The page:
In his splendid book, The Joys of Yiddish, Leo Rosten gives two definitions of the Yiddish term Chaim Yankel:
1. A nonentity, a nobody, any “poor Joe.”
2. A colloquial, somewhat condescending way of addressing a Jew whose name you do not know—just as “Joe” or “Mac” is sometimes used in English.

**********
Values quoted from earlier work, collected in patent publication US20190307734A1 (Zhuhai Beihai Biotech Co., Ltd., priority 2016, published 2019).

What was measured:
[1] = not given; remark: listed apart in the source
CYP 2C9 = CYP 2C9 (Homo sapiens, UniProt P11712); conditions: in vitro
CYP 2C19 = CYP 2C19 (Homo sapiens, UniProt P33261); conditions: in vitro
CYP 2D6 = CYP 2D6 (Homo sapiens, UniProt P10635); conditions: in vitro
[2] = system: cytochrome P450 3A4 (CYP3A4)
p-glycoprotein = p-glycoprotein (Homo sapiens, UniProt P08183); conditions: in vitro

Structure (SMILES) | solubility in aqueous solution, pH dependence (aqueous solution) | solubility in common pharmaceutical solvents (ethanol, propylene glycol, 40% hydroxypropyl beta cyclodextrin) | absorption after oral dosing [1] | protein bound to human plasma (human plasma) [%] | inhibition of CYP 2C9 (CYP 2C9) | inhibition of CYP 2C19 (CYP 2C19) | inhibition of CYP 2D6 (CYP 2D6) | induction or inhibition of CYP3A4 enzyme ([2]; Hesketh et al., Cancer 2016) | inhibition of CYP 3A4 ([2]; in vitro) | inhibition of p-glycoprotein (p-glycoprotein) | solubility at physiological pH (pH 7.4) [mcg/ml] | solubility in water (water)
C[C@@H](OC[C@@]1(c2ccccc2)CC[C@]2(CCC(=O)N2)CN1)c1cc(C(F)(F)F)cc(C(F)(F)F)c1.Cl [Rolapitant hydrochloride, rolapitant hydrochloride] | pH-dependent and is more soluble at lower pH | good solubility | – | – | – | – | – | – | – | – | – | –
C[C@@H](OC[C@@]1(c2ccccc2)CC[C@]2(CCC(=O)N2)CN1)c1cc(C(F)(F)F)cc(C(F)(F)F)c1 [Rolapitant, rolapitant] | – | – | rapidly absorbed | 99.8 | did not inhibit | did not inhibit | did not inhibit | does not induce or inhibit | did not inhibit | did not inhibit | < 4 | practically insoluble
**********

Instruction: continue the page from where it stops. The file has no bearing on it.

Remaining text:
He then illustrates it with the following joke:
A Chaim Yankel, visiting a cemetery, beheld a magnificent marble mausoleum, on the portal of which was incised: ROTHSCHILD.
“Ai-ai-ai!” exclaimed the Chaim Yankel. “Now that’s what I call living!”
Chaim Yankel is pronounced as one word, Khym-yonk-’l (not “chime,” but with a throat-clearing kh sound); rhymes with “dime jonquil.”
This is on pages 66-67 of my paperback edition.